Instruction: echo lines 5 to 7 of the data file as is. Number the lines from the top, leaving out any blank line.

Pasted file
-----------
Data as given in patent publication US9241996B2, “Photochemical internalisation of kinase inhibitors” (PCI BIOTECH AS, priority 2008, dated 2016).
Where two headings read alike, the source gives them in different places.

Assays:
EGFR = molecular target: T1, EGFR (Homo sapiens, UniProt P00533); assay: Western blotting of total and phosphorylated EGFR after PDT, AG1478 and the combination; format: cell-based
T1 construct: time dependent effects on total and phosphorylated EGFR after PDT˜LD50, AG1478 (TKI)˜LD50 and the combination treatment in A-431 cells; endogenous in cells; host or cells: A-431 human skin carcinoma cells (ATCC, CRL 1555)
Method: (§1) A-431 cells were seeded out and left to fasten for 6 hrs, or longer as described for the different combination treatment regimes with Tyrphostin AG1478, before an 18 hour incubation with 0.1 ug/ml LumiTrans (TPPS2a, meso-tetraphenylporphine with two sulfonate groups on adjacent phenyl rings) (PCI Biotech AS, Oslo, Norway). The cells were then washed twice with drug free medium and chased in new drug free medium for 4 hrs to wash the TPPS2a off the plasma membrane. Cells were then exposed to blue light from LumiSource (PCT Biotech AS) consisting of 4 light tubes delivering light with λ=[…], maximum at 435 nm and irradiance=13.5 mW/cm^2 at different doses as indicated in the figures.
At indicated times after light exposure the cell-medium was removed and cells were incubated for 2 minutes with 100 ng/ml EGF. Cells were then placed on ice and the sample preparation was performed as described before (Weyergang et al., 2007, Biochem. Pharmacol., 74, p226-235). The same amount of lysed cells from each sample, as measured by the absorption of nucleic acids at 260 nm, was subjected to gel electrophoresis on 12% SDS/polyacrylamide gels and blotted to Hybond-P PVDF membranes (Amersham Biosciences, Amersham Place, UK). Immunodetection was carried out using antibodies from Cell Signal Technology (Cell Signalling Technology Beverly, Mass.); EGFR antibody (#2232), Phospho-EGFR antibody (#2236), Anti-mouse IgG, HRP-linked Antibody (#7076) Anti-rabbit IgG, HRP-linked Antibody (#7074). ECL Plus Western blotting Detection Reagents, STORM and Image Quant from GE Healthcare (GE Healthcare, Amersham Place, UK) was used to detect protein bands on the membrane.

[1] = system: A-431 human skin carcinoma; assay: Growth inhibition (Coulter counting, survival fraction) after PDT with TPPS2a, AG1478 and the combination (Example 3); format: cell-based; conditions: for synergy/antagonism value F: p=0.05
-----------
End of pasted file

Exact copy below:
T1 construct: time dependent effects on total and phosphorylated EGFR after PDT˜LD50, AG1478 (TKI)˜LD50 and the combination treatment in A-431 cells; endogenous in cells; host or cells: A-431 human skin carcinoma cells (ATCC, CRL 1555)
Method: (§1) A-431 cells were seeded out and left to fasten for 6 hrs, or longer as described for the different combination treatment regimes with Tyrphostin AG1478, before an 18 hour incubation with 0.1 ug/ml LumiTrans (TPPS2a, meso-tetraphenylporphine with two sulfonate groups on adjacent phenyl rings) (PCI Biotech AS, Oslo, Norway). The cells were then washed twice with drug free medium and chased in new drug free medium for 4 hrs to wash the TPPS2a off the plasma membrane. Cells were then exposed to blue light from LumiSource (PCT Biotech AS) consisting of 4 light tubes delivering light with λ=[…], maximum at 435 nm and irradiance=13.5 mW/cm^2 at different doses as indicated in the figures.
At indicated times after light exposure the cell-medium was removed and cells were incubated for 2 minutes with 100 ng/ml EGF. Cells were then placed on ice and the sample preparation was performed as described before (Weyergang et al., 2007, Biochem. Pharmacol., 74, p226-235). The same amount of lysed cells from each sample, as measured by the absorption of nucleic acids at 260 nm, was subjected to gel electrophoresis on 12% SDS/polyacrylamide gels and blotted to Hybond-P PVDF membranes (Amersham Biosciences, Amersham Place, UK). Immunodetection was carried out using antibodies from Cell Signal Technology (Cell Signalling Technology Beverly, Mass.); EGFR antibody (#2232), Phospho-EGFR antibody (#2236), Anti-mouse IgG, HRP-linked Antibody (#7076) Anti-rabbit IgG, HRP-linked Antibody (#7074). ECL Plus Western blotting Detection Reagents, STORM and Image Quant from GE Healthcare (GE Healthcare, Amersham Place, UK) was used to detect protein bands on the membrane.